Check out this video on Youtube. It is hilarious. Thanks to Tim Pickle from the Lynchburg Fire Department for the heads up on this one.

Mike over at has posted many cartoons from over the years. Some of them are hilarious. There are a couple which poke fun at yours truly. Check them out and have a laugh. If you don’t get it, ask someone.

Recently, seeing a need to join the 21st century, Captain Willie Wines Jr. decided to bring his digital camera to the fire station. Actually, it was his father’s camera. From what I understand, his crew enjoyed a good laugh after picking their jaws up off of the floor when the Captain whipped out a first generation digital camera. The guys realized quickly that the camera, which is reported to have been measured at 12″ x 12″, would provide a great opportunity to “get” the Captain.

As soon as the Captain stepped upstairs for a minute, the guys were hard at work rigging up a turn of the century camera with the gunpowder flash, shroud, and pedestal.

When Captain Wines returned to the bay to see the prehistoric device set up in the bay, all of the guys enjoyed a good laugh.

Here is the picture of the “Camera”:

I received an email yesterday about this new “Roanoke Radio Retention Tool”. I was out of town at the time so I am getting it posted now. Apparently I missed a new “Roanoke” specific tool that we designed on our own. The need for the new tool arised after Battalion Chief Beckner misplaced his radio. Now that we have the retention tool, this incident will be a thing of the past.


(sponsored by ACME / C.W.Williams)


· Attach end “A” to radio you wish to retain.

· Attach end “B” to forgetful Battalion Chief.

· For added retention, place seat belt attachment around waist and attach buckles until you hear an audible “Click”

· Remind said Battalion Chief that proper use of this tool will reduce the odds of loosing his radio.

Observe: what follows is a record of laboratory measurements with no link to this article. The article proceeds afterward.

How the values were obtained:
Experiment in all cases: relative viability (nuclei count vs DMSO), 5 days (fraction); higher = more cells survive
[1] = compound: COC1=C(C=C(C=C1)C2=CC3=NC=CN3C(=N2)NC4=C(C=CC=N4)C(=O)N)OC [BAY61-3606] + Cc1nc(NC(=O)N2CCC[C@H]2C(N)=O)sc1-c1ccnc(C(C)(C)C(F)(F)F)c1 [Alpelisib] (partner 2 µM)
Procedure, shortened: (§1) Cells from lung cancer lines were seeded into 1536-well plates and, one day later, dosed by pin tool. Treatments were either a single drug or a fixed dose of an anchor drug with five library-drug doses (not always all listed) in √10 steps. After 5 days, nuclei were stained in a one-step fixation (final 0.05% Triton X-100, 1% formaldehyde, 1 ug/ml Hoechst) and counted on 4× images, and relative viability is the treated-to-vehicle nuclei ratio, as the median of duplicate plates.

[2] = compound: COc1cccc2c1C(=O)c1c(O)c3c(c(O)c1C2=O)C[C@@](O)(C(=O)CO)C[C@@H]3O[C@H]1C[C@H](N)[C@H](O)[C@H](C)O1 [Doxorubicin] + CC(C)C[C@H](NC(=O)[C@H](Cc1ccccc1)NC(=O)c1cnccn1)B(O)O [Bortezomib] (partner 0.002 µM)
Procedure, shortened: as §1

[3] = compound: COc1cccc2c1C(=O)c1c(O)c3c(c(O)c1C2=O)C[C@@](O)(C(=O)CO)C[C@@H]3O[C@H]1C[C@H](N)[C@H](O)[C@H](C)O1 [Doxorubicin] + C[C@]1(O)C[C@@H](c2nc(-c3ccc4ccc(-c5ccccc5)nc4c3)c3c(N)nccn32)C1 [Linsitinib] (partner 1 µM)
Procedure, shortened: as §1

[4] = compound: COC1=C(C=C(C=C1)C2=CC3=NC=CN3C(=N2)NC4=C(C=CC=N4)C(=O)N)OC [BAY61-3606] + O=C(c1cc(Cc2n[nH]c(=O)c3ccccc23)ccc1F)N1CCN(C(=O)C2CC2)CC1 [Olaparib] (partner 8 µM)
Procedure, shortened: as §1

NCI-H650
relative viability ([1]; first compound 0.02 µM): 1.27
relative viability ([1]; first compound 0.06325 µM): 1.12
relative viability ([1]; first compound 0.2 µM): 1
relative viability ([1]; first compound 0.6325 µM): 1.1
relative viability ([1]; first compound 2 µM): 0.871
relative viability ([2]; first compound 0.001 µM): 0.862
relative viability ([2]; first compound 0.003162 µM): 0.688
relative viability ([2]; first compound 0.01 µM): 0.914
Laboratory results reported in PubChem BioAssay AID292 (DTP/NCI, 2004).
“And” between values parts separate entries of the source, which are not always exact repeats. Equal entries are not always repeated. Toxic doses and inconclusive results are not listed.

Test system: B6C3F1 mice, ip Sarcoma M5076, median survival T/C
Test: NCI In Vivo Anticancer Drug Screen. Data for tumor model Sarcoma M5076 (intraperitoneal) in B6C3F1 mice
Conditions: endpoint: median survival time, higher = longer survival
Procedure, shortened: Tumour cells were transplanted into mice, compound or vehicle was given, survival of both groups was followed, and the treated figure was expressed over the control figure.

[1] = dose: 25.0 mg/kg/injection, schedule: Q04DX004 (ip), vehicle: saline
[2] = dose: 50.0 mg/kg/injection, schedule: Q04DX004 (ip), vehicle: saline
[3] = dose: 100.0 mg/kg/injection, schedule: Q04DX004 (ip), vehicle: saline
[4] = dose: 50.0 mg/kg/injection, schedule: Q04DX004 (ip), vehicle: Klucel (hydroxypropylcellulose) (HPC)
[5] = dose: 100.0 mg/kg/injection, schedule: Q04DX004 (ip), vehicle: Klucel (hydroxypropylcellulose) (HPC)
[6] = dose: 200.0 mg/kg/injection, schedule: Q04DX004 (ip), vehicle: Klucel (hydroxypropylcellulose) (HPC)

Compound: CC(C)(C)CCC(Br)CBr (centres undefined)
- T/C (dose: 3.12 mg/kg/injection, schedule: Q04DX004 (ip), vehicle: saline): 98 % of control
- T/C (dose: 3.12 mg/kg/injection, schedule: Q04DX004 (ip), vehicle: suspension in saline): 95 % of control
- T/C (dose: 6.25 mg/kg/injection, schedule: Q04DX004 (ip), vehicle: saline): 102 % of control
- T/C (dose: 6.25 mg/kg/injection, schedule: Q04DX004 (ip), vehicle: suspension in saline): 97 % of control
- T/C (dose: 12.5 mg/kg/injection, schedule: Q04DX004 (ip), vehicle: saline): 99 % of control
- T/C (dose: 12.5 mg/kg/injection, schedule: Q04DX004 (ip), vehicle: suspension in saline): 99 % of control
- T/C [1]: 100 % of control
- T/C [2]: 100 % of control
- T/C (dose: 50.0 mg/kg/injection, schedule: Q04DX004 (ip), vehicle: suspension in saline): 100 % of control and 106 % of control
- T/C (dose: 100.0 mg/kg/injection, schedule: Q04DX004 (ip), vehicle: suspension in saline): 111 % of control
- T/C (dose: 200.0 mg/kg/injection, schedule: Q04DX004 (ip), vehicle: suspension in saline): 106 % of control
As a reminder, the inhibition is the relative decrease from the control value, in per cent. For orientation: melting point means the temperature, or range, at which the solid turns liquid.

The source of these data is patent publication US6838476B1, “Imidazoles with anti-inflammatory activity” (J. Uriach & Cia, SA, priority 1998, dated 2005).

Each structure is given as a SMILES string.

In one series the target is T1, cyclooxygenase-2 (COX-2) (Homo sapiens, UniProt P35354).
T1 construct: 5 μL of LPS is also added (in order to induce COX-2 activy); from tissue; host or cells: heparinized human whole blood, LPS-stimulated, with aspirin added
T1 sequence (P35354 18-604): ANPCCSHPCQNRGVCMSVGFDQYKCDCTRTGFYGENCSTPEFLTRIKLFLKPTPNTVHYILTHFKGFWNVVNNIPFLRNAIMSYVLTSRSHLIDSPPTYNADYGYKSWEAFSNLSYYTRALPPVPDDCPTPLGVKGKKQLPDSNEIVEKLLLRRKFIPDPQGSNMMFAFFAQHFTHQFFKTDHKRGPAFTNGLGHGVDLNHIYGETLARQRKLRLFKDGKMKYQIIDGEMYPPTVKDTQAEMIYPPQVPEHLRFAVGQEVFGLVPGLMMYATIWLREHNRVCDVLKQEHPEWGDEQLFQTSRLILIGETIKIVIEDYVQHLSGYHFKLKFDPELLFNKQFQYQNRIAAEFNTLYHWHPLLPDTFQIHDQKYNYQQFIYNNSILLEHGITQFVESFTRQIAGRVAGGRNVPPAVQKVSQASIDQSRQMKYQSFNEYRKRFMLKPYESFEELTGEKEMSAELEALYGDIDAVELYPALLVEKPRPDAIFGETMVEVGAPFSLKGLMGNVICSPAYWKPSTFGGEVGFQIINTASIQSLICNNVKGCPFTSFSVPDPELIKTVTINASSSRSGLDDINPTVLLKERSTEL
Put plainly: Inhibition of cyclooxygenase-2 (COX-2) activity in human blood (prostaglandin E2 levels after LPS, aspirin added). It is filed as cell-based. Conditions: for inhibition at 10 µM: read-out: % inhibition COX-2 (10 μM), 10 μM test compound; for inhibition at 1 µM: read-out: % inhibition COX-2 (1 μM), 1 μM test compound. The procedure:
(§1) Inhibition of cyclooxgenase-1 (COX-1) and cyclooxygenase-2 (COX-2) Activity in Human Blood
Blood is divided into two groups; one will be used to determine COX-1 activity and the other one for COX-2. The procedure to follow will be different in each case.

· Special Note: Per memo 3-14 dated 11/02/06 this device and attached radio must be worn under your turnout coat when entering into any Structural firefighting operation, to prevent damage to radio, or radio retention tool.

Of course, this is all in fun. Apparently the device was built with 3 back-ups so that the radio would not be left anywhere.

You may have noted that a Firefighter/Medic wears many hats. If you’re thinking your day will be filled exclusively with Fire and EMS calls, think again. It may seem as if you are a janitor, a chef, a public relations representative, a codes and compliance officer, a taxi driver, a social worker, a referee, part of a lawn care crew, a mechanic, a painter, or an electronics or computer whiz. Oh yes, I almost forgot, you are a firefighter and a medic. If you’re looking forward to a career of high angle rescues, multiple structure fires and trauma call after trauma call, this job may not be for you. Although you will encounter these types of calls in your career, you need to be mentally prepared for a much less glamorous reality…life.

This text was taken from Norfolk Fire and Rescue Employment information page for Duties of a NFR Firefighter/Medic. View the complete page here.

Maybe all departments, including ours, should add this disclaimer.

I thought this picture was pretty funny. It was sent in by a reader, and is from